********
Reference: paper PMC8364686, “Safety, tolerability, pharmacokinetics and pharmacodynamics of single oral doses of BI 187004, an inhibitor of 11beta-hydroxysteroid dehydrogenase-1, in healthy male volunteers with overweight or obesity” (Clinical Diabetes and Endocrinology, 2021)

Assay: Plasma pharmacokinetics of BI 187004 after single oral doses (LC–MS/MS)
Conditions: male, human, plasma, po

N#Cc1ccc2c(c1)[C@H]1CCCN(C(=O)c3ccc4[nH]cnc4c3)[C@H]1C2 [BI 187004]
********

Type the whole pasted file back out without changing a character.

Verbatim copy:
Reference: paper PMC8364686, “Safety, tolerability, pharmacokinetics and pharmacodynamics of single oral doses of BI 187004, an inhibitor of 11beta-hydroxysteroid dehydrogenase-1, in healthy male volunteers with overweight or obesity” (Clinical Diabetes and Endocrinology, 2021)

Assay: Plasma pharmacokinetics of BI 187004 after single oral doses (LC–MS/MS)
Conditions: male, human, plasma, po

N#Cc1ccc2c(c1)[C@H]1CCCN(C(=O)c3ccc4[nH]cnc4c3)[C@H]1C2 [BI 187004]